Legal Immigration

It is a manifest right of our Government to limit the number of immigrants our Nation can absorb. It is also a manifest right of our Government to set reasonable requirements on the character and the numbers of the people who come to share our land and our freedom. It is well for us, however, to remind ourselves occasionally of an equally manifest fact: we are-one and all-immigrants or sons and daughters of immigrants.

Dwight D. Eisenhower, State of the Union Address 1953


Many opponents of illegal immigration qualify their position by stating that they support legal immigration. The instinct behind this assertion is understandable. There is a prima facie difference between legal and illegal immigration: illegal immigrants are lawbreakers, while legal immigrants are following the rules to become Americans. Our sense of fairness makes us sympathize with the legal immigrant waiting patiently in line as the illegal cuts to the front of the line without consequences.

However, the fact that legal immigrants are playing by the rules does not mean the United States of America can have unlimited legal immigration. Uncontrolled legal immigrations poses many of the same problems as illegal immigration such as overcrowding schools, difficulty with assimilation, terrorism and strains on social services.

In terms of sheer numbers, legal immigration is much more significant than illegal immigration. There are over 38 million foreign born residents in the United States, more than the next four highest immigrant populated countries combined, with 28 million here legally, over twice as many as the 11 million illegal aliens.

Most estimates show that the illegal population has flat-lined or slightly decreased since 2008 due to the economic downturn and mild increases in enforcement-largely on the part of the states. However, legal immigration remains high. In fact, in 2009, during the height of the current recession, we issued more than 1.1 million Green Cards, the second highest year since 1914. The first ten years of the millennium saw more legal immigrants come into this country than during any decade in our nation’s history. Additionally, we permit nearly one million temporary workers to enter the country each year.

Despite these extremely high numbers, there is no shortage of how many people would come if we opened our borders even wider. As of 2010, 4.7 million foreigners are on the waiting list for family and employment visas, 1.2 million of them having been added in the last year. Additionally, over 15 million aliens applied for the Diversity Visa Lottery. The number of immigrants who would come here with no controls is actually higher, because many foreigners refrain from applying. Americans should be grateful that, for all our problems, we live in a free and prosperous country that millions across the globe would like to live here as well. However, we simply cannot absorb all these people at once.

Our legal immigration policy comes down to answering two simple questions: how many immigrants should we accept each year, and how do we select those who we let in. Currently, we are letting in too many legal immigrants, and are not selecting them based on what they can contribute to the United States.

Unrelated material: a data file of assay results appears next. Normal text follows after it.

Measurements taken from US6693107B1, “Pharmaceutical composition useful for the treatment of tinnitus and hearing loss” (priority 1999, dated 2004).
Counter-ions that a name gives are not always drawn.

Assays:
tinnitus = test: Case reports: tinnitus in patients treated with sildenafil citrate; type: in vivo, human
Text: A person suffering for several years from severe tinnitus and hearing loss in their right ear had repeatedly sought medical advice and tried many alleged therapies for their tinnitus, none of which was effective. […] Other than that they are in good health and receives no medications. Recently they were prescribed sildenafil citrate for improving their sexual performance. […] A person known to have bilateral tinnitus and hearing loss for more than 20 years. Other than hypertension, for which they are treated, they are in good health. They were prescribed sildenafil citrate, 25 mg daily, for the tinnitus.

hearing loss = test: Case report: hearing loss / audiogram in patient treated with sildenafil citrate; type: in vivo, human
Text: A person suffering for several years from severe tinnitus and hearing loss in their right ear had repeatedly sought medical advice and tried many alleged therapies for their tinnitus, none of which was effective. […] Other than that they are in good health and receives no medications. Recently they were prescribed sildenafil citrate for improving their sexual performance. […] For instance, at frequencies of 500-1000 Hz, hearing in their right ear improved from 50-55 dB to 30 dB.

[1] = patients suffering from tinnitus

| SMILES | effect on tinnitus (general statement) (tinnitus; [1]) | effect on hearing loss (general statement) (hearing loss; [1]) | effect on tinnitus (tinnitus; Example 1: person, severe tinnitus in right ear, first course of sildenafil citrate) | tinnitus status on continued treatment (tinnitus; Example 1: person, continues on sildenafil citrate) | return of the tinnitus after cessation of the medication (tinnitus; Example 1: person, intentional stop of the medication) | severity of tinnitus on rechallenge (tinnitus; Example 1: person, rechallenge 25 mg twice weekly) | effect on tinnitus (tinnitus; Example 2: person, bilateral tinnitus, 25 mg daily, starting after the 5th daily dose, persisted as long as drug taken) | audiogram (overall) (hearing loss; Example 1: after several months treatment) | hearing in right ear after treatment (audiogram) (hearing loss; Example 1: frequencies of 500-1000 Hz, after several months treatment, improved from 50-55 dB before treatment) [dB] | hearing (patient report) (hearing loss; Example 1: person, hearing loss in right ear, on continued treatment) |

Limiting immigration does not make one anti-immigrant or anti-legal immigration any more than opposing alcoholic benders makes one anti-alcohol. We should welcome and integrate the immigrants who come to this country legally, but we must choose our legal immigration policy based on what is in the national interest.


  1. Reduce Overall Immigration: As stated above, we now issue over 1.1 million Green Cards each year. With unemployment at the highest rates in decades, it makes no sense to open up the doors any wider. According to the Pew Hispanic Center, foreign born workers gained 656,000 jobs, while native born Americans lost 1.2 million jobs during the Great Recession. This shows that the idea we need immigrants to do the jobs Americans won’t do is simply untrue. Additionally, all periods of high immigration in American history were followed by periods of low immigration to assimilate those already here. Prior to the 1965, America issued an average of 250,000 permanent visas each year. We should return to this traditional level until Americans are back to work and immigrants here are fully assimilated.

  2. End Chain Migration: The 1965 Immigration Act established family reunification as the primary goal of immigration policy, where two thirds of all immigrants now receive these visas. An American citizen or legal permanent resident can sponsor their siblings, parents, and children of any age. This creates a chain reaction effect because once these new siblings receive their Green Cards, they can then sponsor their family members. As time goes on, the cousins, aunts and uncles, and even second cousins begin to eventually come to this country. The process of chain migration is the largest cause of the skyrocketing number of immigrants who have come to this country in the last 40 years. Additionally, it lowers the quality of immigrants, because it does not focus on any tangible skills or what they will contribute to the United States. For this reason, family reunification should be limited to minor children and spouses. If an immigrant needs to live in the same country as their parents, cousins, and aunts, they can return back to their home country.